Thursday, March 1, 2012


“The leap is so frightening between where I am and where I want to be. Because of all I may become, I will close my eyes and jump.”

I read this on a TFA blog about reflecting on the whole process of becoming a teacher. 

So much of teaching and leadership is truly that leap of faith – in yourself, that you can do it; and in others, that they may follow.

You all know how much I love teaching… but last night’s class was great because I didn’t do any teaching – I just got to sit back and watch. Honestly, I actually felt myself tear up at times watching so much greatness in our class. I felt really proud to work with such an awesome group of people.

In Audra, I can see the classroom teacher that she was and the amazing doctor that she will be. I think about how lucky Scot’s kids are to have such a focused and organized teacher… and what an amazing difference Amy will make with her ability to create such a clear and inspiring vision for her students and where that will lead her after getting an MPH. I thought about Lauren’s dedication to her corps members and their students and how much owns her role as a leader of teachers.

I thought about:
·   Alice starting to use her “teacher voice” in class (with a soft smile).
·   Sarah reconciling her previous experiences as a boarding school teacher compared to an inner-city classroom.
·   Lolly ready to change the world through PreK health ed.
·   Erin, newly introduced to backwards planning, describing several lesson objectives and methods for assessment.
·   The way many of you have started to refer to the TFA students as “my kids.”

In short, I see leaders: smart and passionate people who are outraged by inequality and are motivated to do something to change it. As we talked about last night, transformational leadership starts with a vision and an in-depth understanding of context: where are we now and where do we want to be?

And then there are the strategies to get from here to there. Those skills can be learned. But what really makes the difference is the willingness to take that leap – to decide to grow into the person you can become if you are willing to take a huge risk.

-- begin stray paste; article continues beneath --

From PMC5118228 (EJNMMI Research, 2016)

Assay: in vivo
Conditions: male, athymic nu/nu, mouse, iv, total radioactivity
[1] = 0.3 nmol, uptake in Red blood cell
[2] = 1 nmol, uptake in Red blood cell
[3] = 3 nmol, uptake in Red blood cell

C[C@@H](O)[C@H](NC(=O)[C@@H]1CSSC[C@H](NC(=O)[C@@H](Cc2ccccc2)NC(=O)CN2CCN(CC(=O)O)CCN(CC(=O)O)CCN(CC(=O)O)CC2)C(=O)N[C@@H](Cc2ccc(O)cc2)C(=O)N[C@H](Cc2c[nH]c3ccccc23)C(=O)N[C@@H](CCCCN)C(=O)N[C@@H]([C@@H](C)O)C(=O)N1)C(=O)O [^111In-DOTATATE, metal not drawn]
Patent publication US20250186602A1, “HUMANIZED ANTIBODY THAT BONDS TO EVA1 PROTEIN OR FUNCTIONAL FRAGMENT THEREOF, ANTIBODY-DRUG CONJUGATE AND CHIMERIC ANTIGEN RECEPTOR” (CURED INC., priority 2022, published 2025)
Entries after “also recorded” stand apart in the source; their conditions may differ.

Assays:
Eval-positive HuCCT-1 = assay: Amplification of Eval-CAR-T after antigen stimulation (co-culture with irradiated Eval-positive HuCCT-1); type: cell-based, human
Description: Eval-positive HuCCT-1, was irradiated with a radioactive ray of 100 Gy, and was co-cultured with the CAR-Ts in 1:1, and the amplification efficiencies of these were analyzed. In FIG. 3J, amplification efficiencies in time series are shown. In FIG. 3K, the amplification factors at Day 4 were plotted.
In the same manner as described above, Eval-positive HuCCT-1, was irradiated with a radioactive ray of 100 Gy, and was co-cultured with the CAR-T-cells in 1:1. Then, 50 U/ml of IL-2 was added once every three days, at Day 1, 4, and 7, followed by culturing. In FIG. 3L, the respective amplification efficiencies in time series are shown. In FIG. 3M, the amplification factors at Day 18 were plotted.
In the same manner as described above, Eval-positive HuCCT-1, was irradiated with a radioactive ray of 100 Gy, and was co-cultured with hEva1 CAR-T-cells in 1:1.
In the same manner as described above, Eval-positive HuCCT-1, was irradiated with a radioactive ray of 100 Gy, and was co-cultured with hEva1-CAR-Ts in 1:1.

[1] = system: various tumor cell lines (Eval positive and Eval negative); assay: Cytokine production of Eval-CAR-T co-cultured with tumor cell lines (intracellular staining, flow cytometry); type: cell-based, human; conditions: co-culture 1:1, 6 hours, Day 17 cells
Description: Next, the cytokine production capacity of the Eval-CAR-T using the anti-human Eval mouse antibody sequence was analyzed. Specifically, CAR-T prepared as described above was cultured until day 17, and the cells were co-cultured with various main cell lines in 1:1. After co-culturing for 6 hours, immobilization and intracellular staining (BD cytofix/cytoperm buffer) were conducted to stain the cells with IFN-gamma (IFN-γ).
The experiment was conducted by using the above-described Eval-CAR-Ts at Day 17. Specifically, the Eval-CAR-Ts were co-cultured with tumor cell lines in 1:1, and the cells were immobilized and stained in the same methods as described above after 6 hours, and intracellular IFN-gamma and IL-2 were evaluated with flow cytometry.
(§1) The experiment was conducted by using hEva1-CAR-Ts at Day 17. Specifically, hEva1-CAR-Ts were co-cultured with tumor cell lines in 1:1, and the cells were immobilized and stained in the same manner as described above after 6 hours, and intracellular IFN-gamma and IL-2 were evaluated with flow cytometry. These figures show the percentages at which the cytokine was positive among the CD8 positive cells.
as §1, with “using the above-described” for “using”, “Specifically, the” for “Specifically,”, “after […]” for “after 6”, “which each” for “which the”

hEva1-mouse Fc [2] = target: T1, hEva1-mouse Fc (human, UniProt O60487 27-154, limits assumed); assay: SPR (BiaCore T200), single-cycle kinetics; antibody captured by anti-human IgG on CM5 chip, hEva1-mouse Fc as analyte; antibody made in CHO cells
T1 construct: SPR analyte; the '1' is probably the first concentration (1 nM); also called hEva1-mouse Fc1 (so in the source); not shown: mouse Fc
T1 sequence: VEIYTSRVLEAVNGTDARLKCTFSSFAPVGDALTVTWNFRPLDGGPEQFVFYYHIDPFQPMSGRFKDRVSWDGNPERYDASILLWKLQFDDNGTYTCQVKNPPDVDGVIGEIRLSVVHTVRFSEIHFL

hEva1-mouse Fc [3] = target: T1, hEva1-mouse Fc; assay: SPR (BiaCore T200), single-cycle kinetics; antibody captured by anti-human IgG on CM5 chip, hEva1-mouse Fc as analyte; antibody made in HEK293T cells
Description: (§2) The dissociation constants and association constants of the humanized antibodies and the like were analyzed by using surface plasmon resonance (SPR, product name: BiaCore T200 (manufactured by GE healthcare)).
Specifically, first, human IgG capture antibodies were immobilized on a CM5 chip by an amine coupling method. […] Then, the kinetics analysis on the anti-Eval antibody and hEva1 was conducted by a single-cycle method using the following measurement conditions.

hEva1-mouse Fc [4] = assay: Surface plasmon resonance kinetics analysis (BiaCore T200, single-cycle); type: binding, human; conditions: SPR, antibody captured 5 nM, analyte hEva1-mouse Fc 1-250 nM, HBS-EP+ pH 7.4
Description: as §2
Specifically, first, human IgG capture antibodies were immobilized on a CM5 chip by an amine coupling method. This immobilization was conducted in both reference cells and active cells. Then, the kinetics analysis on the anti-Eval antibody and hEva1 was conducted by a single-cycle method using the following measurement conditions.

At some point in my life I realized that there were people behind me who believed I could do things I didn’t think I could do.  That gave me the confidence to take some risks I probably would not have taken otherwise. I would not be where I am now without those people in my life who encouraged me to close my eyes and take that leap.

In short, Classroom to Community would not be happening without that influence in my life because I would have been too scared to try something with so much potential to be great (or to fail, depending on how you look at it).

The best part of this class is that I get to be one of those people that can see all that potential in each of you. I get to see you realize that in yourselves and learn how to foster that in others – a spark into a flame into a torch to guide a greater vision.

Teach like you’re on fire. Lead like that’s the only place you gotta go.

Close your eyes and jump.

And that’s why I Teach For America.

- Ariela Freedman


  1. Ariela, Thank you (and Lauren and Audra) for that vote of confidence, for modeling excellent leadership, and for continuing to push all of us towards excellence in teaching and leadership!

  2. This also goes back to the excerpt from "Mindset: The New Psychology of Success" by Carol Dweck that you had us read for our first class. Two different mindsets are defined: the fixed mindset and the open mindset. I think many of us (myself included) identify with the fixed mindset in that we feel as though we have to prove ourselves and be ready with an exact plan for success before we start anything new. But with teaching (and any form of leadership) it is important to consider having a growth mindset in which we are more concerned with improving (even if that involves failure along the way).